Georgian President Agrees to Meet With Opposition Forces

The Georgian president agreed Sunday to demands for a meeting with opposition forces, raising the prospect of an end to demonstrations that have crippled the capital for more than a month.

The talks between President Mikhail Saakashvili and his political opponents were planned for Monday afternoon, less than a week after a violent clash between police and opposition protesters that left dozens injured.

Opposition forces who have led a campaign of mostly peaceful protests in Tbilisi have insisted the president step down, saying he backtracked on democratic promises and provoked Georgia's disastrous war with Russia last year.

"Our demand remains unchanged — that is for Saakashvili to resign," opposition politician Georgy Khaindrava told The Associated Press on Sunday.

The protests that began April 9 have brought the Georgian capital to a standstill, blocking roads and obstructing entrances to government buildings.

Initially, the opposition drew tens of thousands of supporters, but public enthusiasm had waned until the violent clashes Wednesday injected new vigor into the opposition movement. More than 10,000 people attended Saturday's protest outside Parliament to call for Saakashvili's resignation.

On Sunday, a much smaller crowd of around 3,000 people gathered at the same spot. Opposition politician David Berdzenishvili hailed Saakashvili's decision to meet as "a first success."

Saakashvili, who has refused to step down before his term is up in 2013, is due to meet with four members of Georgia's disparate opposition coalition — Irakli Alasania, Levan Gachechiladze, Salome Zurabishvili and Kakha Shartava.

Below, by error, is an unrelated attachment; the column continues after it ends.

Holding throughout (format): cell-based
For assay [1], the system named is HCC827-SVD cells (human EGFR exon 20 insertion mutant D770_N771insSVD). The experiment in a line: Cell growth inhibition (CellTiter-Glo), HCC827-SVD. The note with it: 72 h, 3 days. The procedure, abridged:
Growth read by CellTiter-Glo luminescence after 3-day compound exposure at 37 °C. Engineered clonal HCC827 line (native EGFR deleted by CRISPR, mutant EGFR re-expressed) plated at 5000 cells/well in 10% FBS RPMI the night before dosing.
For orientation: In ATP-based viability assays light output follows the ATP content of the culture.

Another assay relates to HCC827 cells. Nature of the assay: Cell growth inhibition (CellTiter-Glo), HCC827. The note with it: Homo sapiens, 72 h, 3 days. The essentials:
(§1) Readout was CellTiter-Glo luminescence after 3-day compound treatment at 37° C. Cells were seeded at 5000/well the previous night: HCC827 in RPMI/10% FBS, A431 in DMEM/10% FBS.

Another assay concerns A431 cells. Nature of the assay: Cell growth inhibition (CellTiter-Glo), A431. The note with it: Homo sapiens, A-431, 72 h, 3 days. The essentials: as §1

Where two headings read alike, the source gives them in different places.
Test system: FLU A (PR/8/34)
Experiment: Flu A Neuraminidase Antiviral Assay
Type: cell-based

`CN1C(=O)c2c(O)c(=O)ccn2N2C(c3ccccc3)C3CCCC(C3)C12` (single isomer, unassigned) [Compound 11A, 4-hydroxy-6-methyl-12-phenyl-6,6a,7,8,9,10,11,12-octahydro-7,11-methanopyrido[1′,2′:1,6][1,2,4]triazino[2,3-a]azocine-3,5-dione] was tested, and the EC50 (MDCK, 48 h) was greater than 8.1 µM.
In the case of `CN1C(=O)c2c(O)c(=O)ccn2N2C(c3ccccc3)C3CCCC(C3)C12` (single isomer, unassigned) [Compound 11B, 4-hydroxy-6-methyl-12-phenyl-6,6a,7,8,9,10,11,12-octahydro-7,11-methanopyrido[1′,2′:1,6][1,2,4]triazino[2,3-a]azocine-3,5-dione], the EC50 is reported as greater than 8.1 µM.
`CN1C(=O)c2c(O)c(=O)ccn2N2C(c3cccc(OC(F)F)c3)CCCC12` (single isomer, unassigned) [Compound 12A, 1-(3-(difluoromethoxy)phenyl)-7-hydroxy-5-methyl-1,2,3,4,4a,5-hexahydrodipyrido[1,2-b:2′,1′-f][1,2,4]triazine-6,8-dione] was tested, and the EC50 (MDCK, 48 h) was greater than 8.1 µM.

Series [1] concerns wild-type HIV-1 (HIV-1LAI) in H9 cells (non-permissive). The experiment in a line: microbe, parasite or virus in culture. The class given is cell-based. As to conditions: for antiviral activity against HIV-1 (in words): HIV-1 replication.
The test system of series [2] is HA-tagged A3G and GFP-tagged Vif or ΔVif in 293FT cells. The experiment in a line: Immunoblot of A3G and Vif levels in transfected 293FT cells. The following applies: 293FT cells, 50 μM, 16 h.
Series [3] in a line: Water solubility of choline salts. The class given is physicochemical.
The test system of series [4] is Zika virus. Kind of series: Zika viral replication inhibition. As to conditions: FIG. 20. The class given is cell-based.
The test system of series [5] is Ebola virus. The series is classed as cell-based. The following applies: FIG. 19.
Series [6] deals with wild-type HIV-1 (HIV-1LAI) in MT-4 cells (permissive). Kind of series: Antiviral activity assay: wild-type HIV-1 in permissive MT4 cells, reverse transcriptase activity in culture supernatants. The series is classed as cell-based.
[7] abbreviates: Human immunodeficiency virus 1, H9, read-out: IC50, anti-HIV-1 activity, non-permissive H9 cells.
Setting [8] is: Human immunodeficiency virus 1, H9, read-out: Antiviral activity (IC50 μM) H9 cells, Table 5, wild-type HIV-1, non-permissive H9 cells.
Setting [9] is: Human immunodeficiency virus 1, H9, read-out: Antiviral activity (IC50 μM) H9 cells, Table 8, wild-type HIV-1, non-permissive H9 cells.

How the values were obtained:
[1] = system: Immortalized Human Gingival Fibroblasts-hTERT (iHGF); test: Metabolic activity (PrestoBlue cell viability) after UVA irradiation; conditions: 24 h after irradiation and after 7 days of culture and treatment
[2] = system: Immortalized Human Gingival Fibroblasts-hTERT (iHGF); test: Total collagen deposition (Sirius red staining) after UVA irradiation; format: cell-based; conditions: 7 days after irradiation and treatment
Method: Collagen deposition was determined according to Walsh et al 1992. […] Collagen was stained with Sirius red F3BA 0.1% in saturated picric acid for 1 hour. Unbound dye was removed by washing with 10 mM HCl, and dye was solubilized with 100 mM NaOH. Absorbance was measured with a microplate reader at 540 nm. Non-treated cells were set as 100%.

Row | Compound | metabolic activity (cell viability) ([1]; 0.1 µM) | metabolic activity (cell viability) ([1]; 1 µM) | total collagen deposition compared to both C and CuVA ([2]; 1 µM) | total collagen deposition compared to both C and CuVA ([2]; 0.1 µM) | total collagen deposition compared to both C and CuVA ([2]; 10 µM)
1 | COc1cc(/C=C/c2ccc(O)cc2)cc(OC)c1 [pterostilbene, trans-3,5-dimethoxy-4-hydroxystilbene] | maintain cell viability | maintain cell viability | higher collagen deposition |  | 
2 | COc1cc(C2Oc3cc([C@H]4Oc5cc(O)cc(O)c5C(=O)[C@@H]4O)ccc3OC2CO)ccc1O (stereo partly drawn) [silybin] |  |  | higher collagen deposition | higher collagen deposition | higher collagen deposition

Nino Burdzhanadze, a former Saakashvili ally now among his most prominent opponents, declined to attend the meeting, saying she does not expect a positive outcome.

Experts said the opposition, which has been losing support due to its own divisions, has little choice politically but to maintain its key demand for Saakashvili to resign.

"It will be the opposition's funeral if they agree to any of the authorities' proposals, and if the president refuses to step down," Tbilisi-based political analyst Soso Tsiskarishvili said. The resignation call "is the cement that binds them together."

Many Tbilisi residents are growing tired with the political impasse, and are increasingly irked by the protests' disrupting traffic in Tbilisi.

National Security Adviser Eka Tkeshelashvili urged conciliation, saying the opposition should present a realistic strategy for resolving the political stalemate instead of insisting exclusively on the president's resignation.

Tkeshelashvili suggested the opposition become involved in other issues, such as constitutional change or electoral reform, or that it focus on the Tbilisi mayoral elections next year.

"If they see themselves as part of the political process, then that will be good," she said.

Many in Georgia's opposition helped sweep Saakashvili to power in the 2003 Rose Revolution, but became disenchanted as said the president's policies have undermined the judiciary, stifled media freedom and failed to improve democracy in the former Soviet republic on the Black Sea.

The opposition successfully tapped into public anger over Georgia's war with Russia in August, when it effectively ceded control over breakaway regions South Ossetia and Abkhazia to its northern neighbor.

A brief and bloodless mutiny at a tank base outside of Tbilisi last week raised further questions about Saakashvili's authority. The mutiny occurred on the eve of NATO military exercises in Georgia, which Russia has strongly condemned.